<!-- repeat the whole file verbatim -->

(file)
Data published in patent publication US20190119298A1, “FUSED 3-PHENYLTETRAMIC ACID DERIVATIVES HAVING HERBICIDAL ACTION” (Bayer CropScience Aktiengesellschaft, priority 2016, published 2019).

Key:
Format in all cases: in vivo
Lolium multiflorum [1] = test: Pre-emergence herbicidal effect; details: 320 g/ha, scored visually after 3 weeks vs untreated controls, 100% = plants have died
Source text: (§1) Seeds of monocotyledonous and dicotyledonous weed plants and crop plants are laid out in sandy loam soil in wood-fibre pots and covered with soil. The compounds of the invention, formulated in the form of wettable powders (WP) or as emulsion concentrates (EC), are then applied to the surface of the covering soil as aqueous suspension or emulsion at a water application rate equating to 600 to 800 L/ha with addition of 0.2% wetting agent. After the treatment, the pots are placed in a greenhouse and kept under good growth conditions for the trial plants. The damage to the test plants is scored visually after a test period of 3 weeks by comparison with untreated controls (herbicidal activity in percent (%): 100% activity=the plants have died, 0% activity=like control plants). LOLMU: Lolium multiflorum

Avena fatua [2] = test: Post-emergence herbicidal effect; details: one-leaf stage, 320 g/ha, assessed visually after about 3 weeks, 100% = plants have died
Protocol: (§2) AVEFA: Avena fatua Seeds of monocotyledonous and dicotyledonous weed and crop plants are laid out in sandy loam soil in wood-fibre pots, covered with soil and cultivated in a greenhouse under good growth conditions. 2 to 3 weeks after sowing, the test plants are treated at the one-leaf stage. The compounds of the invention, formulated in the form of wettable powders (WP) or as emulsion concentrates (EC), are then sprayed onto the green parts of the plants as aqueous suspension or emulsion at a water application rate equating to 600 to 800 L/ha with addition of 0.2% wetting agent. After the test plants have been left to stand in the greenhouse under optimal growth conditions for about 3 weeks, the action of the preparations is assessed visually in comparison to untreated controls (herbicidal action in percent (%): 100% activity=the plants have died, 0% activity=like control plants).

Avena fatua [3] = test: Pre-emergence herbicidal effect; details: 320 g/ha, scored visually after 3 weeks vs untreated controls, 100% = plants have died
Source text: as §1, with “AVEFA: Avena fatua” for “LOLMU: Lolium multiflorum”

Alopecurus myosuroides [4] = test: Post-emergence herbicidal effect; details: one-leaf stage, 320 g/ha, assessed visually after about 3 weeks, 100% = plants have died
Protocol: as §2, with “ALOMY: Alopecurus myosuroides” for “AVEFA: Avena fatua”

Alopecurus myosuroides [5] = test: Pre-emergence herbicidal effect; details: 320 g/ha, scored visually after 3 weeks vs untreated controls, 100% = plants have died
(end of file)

Data published in patent publication US20190119298A1, “FUSED 3-PHENYLTETRAMIC ACID DERIVATIVES HAVING HERBICIDAL ACTION” (Bayer CropScience Aktiengesellschaft, priority 2016, published 2019).

Key:
Format in all cases: in vivo
Lolium multiflorum [1] = test: Pre-emergence herbicidal effect; details: 320 g/ha, scored visually after 3 weeks vs untreated controls, 100% = plants have died
Source text: (§1) Seeds of monocotyledonous and dicotyledonous weed plants and crop plants are laid out in sandy loam soil in wood-fibre pots and covered with soil. The compounds of the invention, formulated in the form of wettable powders (WP) or as emulsion concentrates (EC), are then applied to the surface of the covering soil as aqueous suspension or emulsion at a water application rate equating to 600 to 800 L/ha with addition of 0.2% wetting agent. After the treatment, the pots are placed in a greenhouse and kept under good growth conditions for the trial plants. The damage to the test plants is scored visually after a test period of 3 weeks by comparison with untreated controls (herbicidal activity in percent (%): 100% activity=the plants have died, 0% activity=like control plants). LOLMU: Lolium multiflorum

Avena fatua [2] = test: Post-emergence herbicidal effect; details: one-leaf stage, 320 g/ha, assessed visually after about 3 weeks, 100% = plants have died
Protocol: (§2) AVEFA: Avena fatua Seeds of monocotyledonous and dicotyledonous weed and crop plants are laid out in sandy loam soil in wood-fibre pots, covered with soil and cultivated in a greenhouse under good growth conditions. 2 to 3 weeks after sowing, the test plants are treated at the one-leaf stage. The compounds of the invention, formulated in the form of wettable powders (WP) or as emulsion concentrates (EC), are then sprayed onto the green parts of the plants as aqueous suspension or emulsion at a water application rate equating to 600 to 800 L/ha with addition of 0.2% wetting agent. After the test plants have been left to stand in the greenhouse under optimal growth conditions for about 3 weeks, the action of the preparations is assessed visually in comparison to untreated controls (herbicidal action in percent (%): 100% activity=the plants have died, 0% activity=like control plants).

Avena fatua [3] = test: Pre-emergence herbicidal effect; details: 320 g/ha, scored visually after 3 weeks vs untreated controls, 100% = plants have died
Source text: as §1, with “AVEFA: Avena fatua” for “LOLMU: Lolium multiflorum”

Alopecurus myosuroides [4] = test: Post-emergence herbicidal effect; details: one-leaf stage, 320 g/ha, assessed visually after about 3 weeks, 100% = plants have died
Protocol: as §2, with “ALOMY: Alopecurus myosuroides” for “AVEFA: Avena fatua”

Alopecurus myosuroides [5] = test: Pre-emergence herbicidal effect; details: 320 g/ha, scored visually after 3 weeks vs untreated controls, 100% = plants have died